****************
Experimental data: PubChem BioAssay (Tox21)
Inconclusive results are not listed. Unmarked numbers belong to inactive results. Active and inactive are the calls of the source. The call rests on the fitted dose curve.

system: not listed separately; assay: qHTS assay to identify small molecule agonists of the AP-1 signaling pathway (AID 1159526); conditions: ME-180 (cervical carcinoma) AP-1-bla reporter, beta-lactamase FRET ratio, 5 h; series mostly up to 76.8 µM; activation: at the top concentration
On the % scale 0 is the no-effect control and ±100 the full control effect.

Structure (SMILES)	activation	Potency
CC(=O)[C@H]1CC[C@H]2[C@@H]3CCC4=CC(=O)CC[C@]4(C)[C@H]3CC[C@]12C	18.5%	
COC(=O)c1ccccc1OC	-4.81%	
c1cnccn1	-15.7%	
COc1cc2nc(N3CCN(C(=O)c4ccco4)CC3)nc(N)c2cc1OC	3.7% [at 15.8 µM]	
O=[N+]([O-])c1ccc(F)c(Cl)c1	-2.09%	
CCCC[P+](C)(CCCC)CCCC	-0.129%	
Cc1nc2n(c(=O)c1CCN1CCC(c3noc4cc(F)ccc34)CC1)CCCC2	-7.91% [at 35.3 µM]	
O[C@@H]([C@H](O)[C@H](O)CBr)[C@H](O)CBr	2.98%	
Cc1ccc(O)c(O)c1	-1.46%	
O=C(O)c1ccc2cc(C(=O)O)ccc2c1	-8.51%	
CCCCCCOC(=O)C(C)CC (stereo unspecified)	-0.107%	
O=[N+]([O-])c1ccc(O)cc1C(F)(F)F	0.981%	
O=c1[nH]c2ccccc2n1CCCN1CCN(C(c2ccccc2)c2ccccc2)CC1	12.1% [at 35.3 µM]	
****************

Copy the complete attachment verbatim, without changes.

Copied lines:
Experimental data: PubChem BioAssay (Tox21)
Inconclusive results are not listed. Unmarked numbers belong to inactive results. Active and inactive are the calls of the source. The call rests on the fitted dose curve.

system: not listed separately; assay: qHTS assay to identify small molecule agonists of the AP-1 signaling pathway (AID 1159526); conditions: ME-180 (cervical carcinoma) AP-1-bla reporter, beta-lactamase FRET ratio, 5 h; series mostly up to 76.8 µM; activation: at the top concentration
On the % scale 0 is the no-effect control and ±100 the full control effect.

Structure (SMILES)	activation	Potency
CC(=O)[C@H]1CC[C@H]2[C@@H]3CCC4=CC(=O)CC[C@]4(C)[C@H]3CC[C@]12C	18.5%	
COC(=O)c1ccccc1OC	-4.81%	
c1cnccn1	-15.7%	
COc1cc2nc(N3CCN(C(=O)c4ccco4)CC3)nc(N)c2cc1OC	3.7% [at 15.8 µM]	
O=[N+]([O-])c1ccc(F)c(Cl)c1	-2.09%	
CCCC[P+](C)(CCCC)CCCC	-0.129%	
Cc1nc2n(c(=O)c1CCN1CCC(c3noc4cc(F)ccc34)CC1)CCCC2	-7.91% [at 35.3 µM]	
O[C@@H]([C@H](O)[C@H](O)CBr)[C@H](O)CBr	2.98%	
Cc1ccc(O)c(O)c1	-1.46%	
O=C(O)c1ccc2cc(C(=O)O)ccc2c1	-8.51%	
CCCCCCOC(=O)C(C)CC (stereo unspecified)	-0.107%	
O=[N+]([O-])c1ccc(O)cc1C(F)(F)F	0.981%	
O=c1[nH]c2ccccc2n1CCCN1CCN(C(c2ccccc2)c2ccccc2)CC1	12.1% [at 35.3 µM]	